ON what is expected to be a bouncy and quick Optus Stadium pitch – a far cry from the slower Caribbean surfaces – West Indies’ pace attack has been urged to be restrained and patient against the experienced Australia batters in the first Test starting on Wednesday.
Having not won a Test in Australia for 25 years, West Indies are the underdogs in the two-Test series, but their talented quicks provide hope of a positive result in likely bowler-friendly conditions. While it will be tempting for them to unleash an all-out assault against a team returning from a four-month Test break, they have been advised against bowling too full or too short at a ground where runs can come quickly.
“People get carried away seeing carry and bounce, but you still have got to find a really good length suitable for the wicket,” Jason Holder said on Monday.
“Understanding when to attack, when to defend, and just understanding the context of scenarios and the phase of the game.
“I think the most important thing for our bowlers is to make sure the Australian batters work really hard for their runs. We’ve just got to assess the conditions early and make the necessary adjustments.”
Holder said he would be available to bowl in the Tests after not being used during the two warm-up matches.
Anticipation is building for fiery quick Alzarri Joseph’s first Test in Australia. In a bid to rattle a veteran Australia top order, Joseph is expected to be used in short, sharp bursts in warm Perth.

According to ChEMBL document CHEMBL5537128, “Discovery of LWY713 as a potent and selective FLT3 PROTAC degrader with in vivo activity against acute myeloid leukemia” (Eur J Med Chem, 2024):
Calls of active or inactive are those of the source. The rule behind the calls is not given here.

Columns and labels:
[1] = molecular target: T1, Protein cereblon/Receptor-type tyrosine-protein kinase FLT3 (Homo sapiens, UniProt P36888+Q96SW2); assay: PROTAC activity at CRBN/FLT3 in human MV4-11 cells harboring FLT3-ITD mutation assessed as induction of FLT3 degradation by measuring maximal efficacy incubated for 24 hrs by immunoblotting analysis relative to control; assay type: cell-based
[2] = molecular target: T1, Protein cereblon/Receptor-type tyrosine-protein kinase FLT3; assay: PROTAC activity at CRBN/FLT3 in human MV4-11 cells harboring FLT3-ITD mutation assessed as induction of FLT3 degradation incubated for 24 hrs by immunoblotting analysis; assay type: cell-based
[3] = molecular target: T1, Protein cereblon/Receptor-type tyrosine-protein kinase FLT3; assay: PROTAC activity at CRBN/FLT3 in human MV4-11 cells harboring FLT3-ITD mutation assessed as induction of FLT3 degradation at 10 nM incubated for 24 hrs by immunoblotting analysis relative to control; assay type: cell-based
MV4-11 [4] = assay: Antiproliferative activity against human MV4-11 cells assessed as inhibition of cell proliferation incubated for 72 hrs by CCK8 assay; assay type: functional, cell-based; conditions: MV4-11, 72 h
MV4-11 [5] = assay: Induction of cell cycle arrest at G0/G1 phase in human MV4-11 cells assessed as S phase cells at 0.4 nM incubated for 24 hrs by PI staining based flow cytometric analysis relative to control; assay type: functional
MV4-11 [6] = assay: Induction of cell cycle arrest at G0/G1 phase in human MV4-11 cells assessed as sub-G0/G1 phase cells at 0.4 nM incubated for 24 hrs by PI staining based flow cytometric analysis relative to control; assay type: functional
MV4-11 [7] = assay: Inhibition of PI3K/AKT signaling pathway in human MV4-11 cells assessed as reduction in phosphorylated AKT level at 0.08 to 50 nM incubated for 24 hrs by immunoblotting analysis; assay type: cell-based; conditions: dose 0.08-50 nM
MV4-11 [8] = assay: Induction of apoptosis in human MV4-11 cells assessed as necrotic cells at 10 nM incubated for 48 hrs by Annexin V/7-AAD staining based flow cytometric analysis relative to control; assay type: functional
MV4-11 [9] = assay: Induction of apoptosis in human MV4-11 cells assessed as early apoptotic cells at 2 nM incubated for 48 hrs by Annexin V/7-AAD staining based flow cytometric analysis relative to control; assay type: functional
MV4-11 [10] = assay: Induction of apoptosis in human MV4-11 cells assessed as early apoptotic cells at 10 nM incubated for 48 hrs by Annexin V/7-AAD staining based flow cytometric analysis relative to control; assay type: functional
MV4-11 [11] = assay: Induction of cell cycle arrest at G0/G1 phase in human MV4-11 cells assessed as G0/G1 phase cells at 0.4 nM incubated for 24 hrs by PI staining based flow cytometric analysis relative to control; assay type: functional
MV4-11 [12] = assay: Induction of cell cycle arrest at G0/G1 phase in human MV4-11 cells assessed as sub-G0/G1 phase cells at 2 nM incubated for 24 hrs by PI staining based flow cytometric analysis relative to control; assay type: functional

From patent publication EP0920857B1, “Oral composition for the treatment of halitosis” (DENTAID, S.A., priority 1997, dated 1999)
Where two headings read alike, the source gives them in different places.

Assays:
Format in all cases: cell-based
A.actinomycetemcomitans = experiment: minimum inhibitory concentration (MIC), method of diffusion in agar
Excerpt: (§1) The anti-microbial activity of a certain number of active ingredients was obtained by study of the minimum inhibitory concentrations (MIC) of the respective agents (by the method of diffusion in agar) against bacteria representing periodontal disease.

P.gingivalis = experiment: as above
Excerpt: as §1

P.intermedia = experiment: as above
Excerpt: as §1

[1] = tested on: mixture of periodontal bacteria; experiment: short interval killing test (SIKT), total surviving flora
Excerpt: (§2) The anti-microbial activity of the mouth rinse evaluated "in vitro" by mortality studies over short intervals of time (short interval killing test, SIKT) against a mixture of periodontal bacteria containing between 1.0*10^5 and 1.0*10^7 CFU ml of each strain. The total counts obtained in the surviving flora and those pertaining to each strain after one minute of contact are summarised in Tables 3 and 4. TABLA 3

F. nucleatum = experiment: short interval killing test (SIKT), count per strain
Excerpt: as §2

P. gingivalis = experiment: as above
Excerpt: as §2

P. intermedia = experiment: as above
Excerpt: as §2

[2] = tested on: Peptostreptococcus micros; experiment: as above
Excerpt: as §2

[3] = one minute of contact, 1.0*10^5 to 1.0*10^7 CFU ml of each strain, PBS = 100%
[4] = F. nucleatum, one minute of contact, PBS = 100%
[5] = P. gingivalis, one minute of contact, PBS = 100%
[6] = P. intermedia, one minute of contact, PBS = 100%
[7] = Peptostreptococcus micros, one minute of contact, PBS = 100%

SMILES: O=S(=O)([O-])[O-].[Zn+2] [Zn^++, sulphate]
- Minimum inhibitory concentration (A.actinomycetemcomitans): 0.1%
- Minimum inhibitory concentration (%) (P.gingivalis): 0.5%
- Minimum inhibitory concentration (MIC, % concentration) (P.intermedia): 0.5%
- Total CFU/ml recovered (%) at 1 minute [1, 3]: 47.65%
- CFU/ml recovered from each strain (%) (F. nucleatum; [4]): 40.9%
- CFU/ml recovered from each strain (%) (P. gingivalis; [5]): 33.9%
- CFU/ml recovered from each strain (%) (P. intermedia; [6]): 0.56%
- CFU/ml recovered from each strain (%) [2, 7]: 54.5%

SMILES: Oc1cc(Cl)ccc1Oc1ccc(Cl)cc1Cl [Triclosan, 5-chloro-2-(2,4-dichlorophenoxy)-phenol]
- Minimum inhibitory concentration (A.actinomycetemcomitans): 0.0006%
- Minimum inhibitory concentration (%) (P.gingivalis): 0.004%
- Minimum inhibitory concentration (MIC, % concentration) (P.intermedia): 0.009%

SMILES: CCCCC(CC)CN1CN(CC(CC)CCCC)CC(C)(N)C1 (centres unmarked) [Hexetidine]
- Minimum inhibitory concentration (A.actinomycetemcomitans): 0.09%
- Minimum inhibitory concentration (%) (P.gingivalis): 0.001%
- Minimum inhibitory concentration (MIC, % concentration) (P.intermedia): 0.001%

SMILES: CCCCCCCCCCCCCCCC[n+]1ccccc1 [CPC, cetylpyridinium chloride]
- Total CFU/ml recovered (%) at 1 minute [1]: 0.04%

“He’s got pace and he’s very aggressive. A guy who will be an enforcer,” Holder said of Joseph, who can consistently bowl at around 145kph/90mph. The added responsibility underlines Joseph’s growing maturity after making his Test debut as a 19-year-old in 2016.
“I was actually quite shocked that he’s 26… we celebrated his birthday on tour recently,” Holder said. “It’s amazing the time that has flown, so good to see him fit and healthy. He’s obviously developed a lot as he was very introverted, and didn’t say much in the dressing room. He’s a lot more comfortable around his peers, he’s one of the more seasoned campaigners when it comes to all-format cricket.”
Joseph should form an exciting pairing with Jayden Seales, who has burst on to Test cricket with 36 wickets at 21.77 from nine matches.
“I think Jayden has a lot of skill… he has swing and control. I think that’s his two greatest attributes,” Holder said. “Maybe there won’t be much swing in these conditions but he’s good enough to extract some seam movement.
While West Indies’ dip in white-ball cricket was underlined by an early exit at the T20 World Cup recently, they have shown glimpses of a Test rebirth marked by an impressive home victory against England in March.
“If you look at the nucleus of the Test side, I think we’ve been together for the last five, six years,” Holder said. “I think that is really important in comparison to the other sides… probably a little bit more chopping and changing.
“I think our long-format cricket has really developed, so it’s really good signs and a lot of our players are developing.”
With West Indies refreshed after a much-needed breather, Holder took inspiration from quick Kemar Roach’s memorable venomous spell against Ricky Ponting at the WACA in 2009 as they eyed ending a hoodoo in Australia.
“It’s a tour that people can make their names. Kemar Roach… has gone on to be one of our leading bowlers,” Holder said. “We’ve been through a lot as a side and it’s not going to be an easy tour.